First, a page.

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Buyers Beware: Insurgency and Consumption in Caribbean Popular Culture , by Patricia Joan Saunders

In: New West Indian Guide / Nieuwe West-Indische Gids
Author:
Donna P. Hope University of the West Indies, Mona Campus Institute of Caribbean Studies Mona Jamaica

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Patricia Joan Saunders, Buyers Beware: Insurgency and Consumption in Caribbean Popular Culture. New Brunswick NJ: Rutgers University Press, 2022. vii + 219 pp. (Paper US$ 38.95)

Caribbean popular cultural forms continue to garner attention in popular and academic domains. The region’s music, fashion, and dance cultures often make the rounds of high profile catwalks, providing backdrops and cameos in films, and weaving their way through the sounds and lyrical forms of artists in cosmopolitan centers.

In Buyers Beware, Patricia Saunders grounds work within this rich body of Caribbean popular culture, fusing discussions of a range of forms, including visual art, poetry, fiction, academic writing, films, videos, television, music, lyrics, and fashion, to explore a variety of power-making structures and themes, from gender, politics, and history to economics, historiography, and culture. She connects debates spanning the late 1990s to the early 2020s to analyze the utilization of these Caribbean popular cultural forms as commodities and critical tools of agency in a politics of insurgency that reshapes both the region and its relationship to metropolitan capitalism. The power of consumption is articulated early as a critical frame of what citizenship means for Black Caribbean subjects, regionally and in the diaspora. It is upon this structure that Saunders weaves a vivid tapestry of textual representations across Jamaica, Haiti, and Trinidad that collides with literature, popular music culture (dancehall, calypso), poetry, and visual arts.

Buyers Beware moves through renewed gendered conversations around bedroom politics within Jamaican dancehall and into discussions about the fetishized Black male body, with its strong appeal to both Black and White women from the developed North. Connecting to long-standing debates concerning rent-a-dreads, gigolos, and related bodies in this ages-old sex-as-commodity issue, the book positions women from the North as voracious predators of Caribbean/Third World/Black male bodies, even as it elides the role of similar male counterparts in this predatory commodification of the marginalized Black Caribbean body, both male and female.

Yet Saunders’s conversations about the political economy of sex in the Caribbean simultaneously explicate the rescripting of traditional hierarchies of power by those who are preyed upon. Using Dany Laferrierre’s reflections on Haiti in Heading South (2009), this money-power-sex nexus is articulated: “Many of his friends have learned that, in the absence of material wealth, sex is not merely a commodity, it is a weapon that, when wielded carefully, gives them as much, if not more, power than enjoyed by some of the wealthiest people around them” (p. 89). This sex-as-power philosophy articulating a form of sexual and gendered agency is a critical strand that is woven throughout Buyers Beware. The politics of positionality and the articulation of who is “positioned at the top” in sexual, economic, and social encounters provide useful analytical turns as Saunders explores the politics of insurgency in its connection with Caribbean popular cultural forms.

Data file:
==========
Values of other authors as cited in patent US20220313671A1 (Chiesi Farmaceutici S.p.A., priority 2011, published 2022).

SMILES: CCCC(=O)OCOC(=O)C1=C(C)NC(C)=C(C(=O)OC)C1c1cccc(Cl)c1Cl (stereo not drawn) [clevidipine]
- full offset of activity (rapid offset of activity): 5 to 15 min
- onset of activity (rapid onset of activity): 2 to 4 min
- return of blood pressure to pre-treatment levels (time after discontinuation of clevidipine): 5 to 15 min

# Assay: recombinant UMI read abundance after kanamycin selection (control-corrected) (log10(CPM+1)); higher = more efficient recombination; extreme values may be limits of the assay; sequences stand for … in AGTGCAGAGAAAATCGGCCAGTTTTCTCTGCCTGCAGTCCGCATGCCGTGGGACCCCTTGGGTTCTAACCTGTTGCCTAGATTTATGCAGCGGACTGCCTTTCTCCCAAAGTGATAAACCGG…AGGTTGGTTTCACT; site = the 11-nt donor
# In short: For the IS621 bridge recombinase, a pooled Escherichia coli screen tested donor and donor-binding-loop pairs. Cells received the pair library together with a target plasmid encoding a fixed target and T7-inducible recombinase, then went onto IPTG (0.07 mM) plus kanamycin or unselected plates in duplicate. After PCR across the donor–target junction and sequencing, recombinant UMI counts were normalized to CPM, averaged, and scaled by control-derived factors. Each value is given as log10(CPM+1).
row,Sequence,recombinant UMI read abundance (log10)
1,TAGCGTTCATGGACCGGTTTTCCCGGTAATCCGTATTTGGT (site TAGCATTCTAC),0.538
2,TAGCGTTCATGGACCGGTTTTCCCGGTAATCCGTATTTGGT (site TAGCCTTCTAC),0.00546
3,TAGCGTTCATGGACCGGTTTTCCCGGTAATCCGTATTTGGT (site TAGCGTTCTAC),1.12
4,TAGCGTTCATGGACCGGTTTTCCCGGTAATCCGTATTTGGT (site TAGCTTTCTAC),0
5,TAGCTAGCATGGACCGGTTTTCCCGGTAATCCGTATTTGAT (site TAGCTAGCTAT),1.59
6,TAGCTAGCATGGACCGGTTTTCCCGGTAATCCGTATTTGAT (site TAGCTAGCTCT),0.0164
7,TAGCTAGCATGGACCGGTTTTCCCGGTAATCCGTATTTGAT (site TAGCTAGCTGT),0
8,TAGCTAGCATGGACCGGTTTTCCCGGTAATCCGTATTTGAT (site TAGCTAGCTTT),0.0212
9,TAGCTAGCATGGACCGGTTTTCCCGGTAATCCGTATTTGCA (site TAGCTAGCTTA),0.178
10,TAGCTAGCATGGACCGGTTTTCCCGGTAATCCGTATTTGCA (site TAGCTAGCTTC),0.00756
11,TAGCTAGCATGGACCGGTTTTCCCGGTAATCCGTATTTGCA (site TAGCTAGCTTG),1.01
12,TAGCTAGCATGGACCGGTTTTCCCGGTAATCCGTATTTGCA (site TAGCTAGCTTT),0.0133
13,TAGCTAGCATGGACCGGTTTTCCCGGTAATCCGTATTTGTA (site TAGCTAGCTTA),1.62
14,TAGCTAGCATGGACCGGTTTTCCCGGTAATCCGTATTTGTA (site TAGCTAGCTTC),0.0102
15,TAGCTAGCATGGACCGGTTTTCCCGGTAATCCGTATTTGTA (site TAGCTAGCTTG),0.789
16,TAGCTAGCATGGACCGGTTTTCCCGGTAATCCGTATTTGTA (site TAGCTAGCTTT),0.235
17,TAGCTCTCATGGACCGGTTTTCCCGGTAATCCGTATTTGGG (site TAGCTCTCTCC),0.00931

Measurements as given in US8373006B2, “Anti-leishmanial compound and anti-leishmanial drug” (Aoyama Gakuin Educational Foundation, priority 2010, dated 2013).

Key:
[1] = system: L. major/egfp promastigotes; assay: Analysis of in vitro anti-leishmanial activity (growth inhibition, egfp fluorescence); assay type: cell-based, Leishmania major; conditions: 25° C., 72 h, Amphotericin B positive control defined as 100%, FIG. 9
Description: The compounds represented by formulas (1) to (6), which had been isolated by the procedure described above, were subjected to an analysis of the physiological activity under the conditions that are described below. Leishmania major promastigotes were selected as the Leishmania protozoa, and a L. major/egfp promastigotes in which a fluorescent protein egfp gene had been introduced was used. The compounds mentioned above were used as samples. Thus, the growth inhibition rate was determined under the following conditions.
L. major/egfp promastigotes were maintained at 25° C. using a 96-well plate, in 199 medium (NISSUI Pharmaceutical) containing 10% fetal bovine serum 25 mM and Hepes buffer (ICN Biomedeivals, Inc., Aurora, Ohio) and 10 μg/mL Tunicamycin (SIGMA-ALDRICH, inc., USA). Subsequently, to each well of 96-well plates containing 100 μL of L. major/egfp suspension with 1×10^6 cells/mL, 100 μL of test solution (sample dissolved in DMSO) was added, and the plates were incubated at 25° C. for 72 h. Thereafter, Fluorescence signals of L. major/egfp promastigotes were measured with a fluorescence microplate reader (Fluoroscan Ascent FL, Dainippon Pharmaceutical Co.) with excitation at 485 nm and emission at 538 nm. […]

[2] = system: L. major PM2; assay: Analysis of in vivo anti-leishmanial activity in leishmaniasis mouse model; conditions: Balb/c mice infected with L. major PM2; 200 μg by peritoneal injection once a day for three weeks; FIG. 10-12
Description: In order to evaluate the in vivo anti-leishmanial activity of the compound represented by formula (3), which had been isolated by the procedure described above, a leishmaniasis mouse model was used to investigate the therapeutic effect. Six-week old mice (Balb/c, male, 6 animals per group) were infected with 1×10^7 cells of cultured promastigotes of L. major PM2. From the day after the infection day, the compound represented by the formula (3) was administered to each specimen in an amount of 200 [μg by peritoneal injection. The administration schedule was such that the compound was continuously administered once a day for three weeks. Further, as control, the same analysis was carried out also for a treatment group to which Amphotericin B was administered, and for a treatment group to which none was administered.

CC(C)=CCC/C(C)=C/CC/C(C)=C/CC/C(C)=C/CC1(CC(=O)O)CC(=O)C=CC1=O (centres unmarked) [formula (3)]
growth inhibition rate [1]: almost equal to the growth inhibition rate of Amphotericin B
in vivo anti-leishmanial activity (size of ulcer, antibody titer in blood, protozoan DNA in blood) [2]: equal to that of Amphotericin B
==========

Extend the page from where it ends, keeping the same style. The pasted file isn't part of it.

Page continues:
Buyers Beware navigates the entangled strands of the commodification of the body, the engendering of identity, and the fashioning and refashioning of selves. Chapter 4 connects Black male aesthetic transgressions across the Jamaican dancehall, with its body modifications (tattoos, skin bleaching) pioneered by popular dancehall artiste Vybz Kartel, to Jamaican politics of respectability and the wider terrain of the politics of race in the United States. Black male fashion choices and the obvious signals to renewed gender norms are critical in assessing how self is fashioned and refashioned both within and away from traditional and nontraditional Black male values. Jamaican visual artist Ebony Patterson’s work provides a useful canvas upon which to extend this analysis of self-fashioning/refashioning of Black male bodies, and the performance of gender identity via “bling” in a visually consumptive turn discussed in Chapter 6.

As a Caribbean narrative, Buyers Beware is deeply grounded in Jamaican popular culture, especially the dancehall. Shifts in dancehall culture over the past two and a half decades signal immense transformation in the politics of representation of the Black male body and demands for visibility and equality by dancehall’s feminist voices. Analyses of the politics of the bedroom and dancehall’s historical narrative against the “browning” could benefit from a historical framing underscoring the turn to masculine receptivity and the complementary rise of an aggressive feminine quest for equality epitomized in the popular output of dancehall artistes like Ishawna and Spice.

Saunders provides rich cultural analysis of the commodification of Caribbean popular culture, positioning the region within contemporary global markets. Her keen analysis of the mechanisms by which consumptive practices also open spaces for agency is instructive in the revaluing of antihegemonic forms that challenge the framing of cultural consumers as mindless dupes by Theodor Adorno and Max Horkheimer (The Culture Industry: Enlightenment as Mass Deception, 1944). Buyers Beware challenges critical theory postulations, even as it opens spaces for discussions around culture, popular culture, gender and sexuality, race, class, and capitalism.

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